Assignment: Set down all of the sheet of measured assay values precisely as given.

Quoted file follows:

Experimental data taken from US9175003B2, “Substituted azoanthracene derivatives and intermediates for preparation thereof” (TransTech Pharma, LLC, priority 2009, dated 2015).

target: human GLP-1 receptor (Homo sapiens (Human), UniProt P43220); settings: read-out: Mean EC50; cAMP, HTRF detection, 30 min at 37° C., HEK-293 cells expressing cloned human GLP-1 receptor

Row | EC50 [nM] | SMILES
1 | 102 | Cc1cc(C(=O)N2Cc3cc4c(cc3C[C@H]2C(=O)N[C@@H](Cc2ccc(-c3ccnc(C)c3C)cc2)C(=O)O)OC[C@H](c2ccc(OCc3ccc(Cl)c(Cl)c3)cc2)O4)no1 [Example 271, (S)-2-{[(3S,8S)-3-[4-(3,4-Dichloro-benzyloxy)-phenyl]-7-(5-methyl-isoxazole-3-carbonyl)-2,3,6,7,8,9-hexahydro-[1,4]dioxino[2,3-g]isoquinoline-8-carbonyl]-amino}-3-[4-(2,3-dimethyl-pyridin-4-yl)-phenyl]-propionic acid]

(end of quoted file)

Experimental data taken from US9175003B2, “Substituted azoanthracene derivatives and intermediates for preparation thereof” (TransTech Pharma, LLC, priority 2009, dated 2015).

target: human GLP-1 receptor (Homo sapiens (Human), UniProt P43220); settings: read-out: Mean EC50; cAMP, HTRF detection, 30 min at 37° C., HEK-293 cells expressing cloned human GLP-1 receptor

Row | EC50 [nM] | SMILES
1 | 102 | Cc1cc(C(=O)N2Cc3cc4c(cc3C[C@H]2C(=O)N[C@@H](Cc2ccc(-c3ccnc(C)c3C)cc2)C(=O)O)OC[C@H](c2ccc(OCc3ccc(Cl)c(Cl)c3)cc2)O4)no1 [Example 271, (S)-2-{[(3S,8S)-3-[4-(3,4-Dichloro-benzyloxy)-phenyl]-7-(5-methyl-isoxazole-3-carbonyl)-2,3,6,7,8,9-hexahydro-[1,4]dioxino[2,3-g]isoquinoline-8-carbonyl]-amino}-3-[4-(2,3-dimethyl-pyridin-4-yl)-phenyl]-propionic acid]